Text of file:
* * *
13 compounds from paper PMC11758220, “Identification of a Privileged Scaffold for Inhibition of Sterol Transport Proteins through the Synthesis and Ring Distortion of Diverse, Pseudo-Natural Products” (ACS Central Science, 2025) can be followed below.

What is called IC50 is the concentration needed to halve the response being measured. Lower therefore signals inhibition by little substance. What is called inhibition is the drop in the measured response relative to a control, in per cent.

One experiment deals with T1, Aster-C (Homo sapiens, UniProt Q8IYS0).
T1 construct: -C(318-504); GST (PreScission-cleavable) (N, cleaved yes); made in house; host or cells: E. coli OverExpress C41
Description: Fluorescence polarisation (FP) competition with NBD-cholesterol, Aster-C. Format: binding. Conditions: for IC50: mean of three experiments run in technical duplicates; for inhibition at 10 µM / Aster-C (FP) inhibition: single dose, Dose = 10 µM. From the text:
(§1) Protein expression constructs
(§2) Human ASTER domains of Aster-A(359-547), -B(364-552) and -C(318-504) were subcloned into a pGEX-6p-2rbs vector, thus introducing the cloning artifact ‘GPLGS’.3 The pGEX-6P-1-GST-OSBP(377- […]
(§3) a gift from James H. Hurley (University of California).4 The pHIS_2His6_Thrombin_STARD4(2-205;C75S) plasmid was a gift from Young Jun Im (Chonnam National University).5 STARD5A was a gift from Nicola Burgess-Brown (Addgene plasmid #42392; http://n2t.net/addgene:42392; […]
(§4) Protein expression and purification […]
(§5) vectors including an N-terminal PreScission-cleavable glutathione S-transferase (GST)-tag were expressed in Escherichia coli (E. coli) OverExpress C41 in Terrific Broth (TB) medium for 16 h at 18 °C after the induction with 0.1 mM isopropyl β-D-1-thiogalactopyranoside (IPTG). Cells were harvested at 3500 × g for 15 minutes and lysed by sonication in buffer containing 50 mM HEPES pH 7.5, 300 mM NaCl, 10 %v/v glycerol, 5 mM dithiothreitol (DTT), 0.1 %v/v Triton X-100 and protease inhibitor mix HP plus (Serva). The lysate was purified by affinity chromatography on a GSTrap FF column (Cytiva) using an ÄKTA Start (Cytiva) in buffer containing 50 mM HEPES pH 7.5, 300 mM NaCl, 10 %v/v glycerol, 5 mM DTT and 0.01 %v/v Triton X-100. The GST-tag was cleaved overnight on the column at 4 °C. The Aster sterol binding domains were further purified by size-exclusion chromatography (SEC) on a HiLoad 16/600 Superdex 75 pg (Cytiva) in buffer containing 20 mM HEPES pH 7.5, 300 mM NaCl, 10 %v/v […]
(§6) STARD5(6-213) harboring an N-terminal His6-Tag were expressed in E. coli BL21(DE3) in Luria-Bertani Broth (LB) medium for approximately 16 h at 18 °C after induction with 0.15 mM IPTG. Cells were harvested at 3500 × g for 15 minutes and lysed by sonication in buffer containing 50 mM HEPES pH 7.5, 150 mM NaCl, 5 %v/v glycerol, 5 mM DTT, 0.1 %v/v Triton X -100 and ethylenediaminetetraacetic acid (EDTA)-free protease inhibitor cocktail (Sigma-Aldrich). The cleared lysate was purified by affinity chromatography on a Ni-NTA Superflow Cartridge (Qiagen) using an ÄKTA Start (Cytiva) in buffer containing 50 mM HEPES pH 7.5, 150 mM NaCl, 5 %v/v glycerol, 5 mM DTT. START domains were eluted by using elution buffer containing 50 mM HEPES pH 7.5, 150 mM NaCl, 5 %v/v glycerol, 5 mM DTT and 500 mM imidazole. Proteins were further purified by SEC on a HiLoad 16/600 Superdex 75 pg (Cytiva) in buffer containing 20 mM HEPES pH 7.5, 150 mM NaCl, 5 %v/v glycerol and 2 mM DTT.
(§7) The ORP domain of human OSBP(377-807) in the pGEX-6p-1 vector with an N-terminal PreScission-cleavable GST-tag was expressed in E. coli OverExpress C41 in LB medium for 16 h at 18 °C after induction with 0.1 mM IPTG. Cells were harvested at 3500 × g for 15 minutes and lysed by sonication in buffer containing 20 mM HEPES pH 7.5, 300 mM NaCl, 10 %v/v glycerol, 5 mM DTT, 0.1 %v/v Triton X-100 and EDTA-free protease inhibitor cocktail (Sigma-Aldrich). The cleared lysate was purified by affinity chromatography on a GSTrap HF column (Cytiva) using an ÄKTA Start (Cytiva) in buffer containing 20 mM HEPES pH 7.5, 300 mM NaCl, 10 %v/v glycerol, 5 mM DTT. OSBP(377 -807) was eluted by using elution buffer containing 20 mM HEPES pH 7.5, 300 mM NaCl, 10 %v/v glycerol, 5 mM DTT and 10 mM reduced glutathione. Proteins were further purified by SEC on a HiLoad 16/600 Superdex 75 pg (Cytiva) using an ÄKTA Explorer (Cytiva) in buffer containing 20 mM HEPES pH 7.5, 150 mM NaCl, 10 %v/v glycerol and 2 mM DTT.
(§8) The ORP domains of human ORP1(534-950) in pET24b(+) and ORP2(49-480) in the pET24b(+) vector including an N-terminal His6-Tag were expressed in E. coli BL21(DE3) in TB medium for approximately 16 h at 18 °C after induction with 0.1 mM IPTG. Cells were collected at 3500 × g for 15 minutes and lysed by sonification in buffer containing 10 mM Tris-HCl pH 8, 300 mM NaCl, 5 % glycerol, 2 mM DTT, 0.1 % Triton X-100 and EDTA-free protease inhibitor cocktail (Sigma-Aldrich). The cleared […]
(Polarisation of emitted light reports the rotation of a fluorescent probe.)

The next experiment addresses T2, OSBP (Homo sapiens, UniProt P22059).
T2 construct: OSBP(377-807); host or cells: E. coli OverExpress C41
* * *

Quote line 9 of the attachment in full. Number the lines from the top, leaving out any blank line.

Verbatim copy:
(§4) Protein expression and purification […]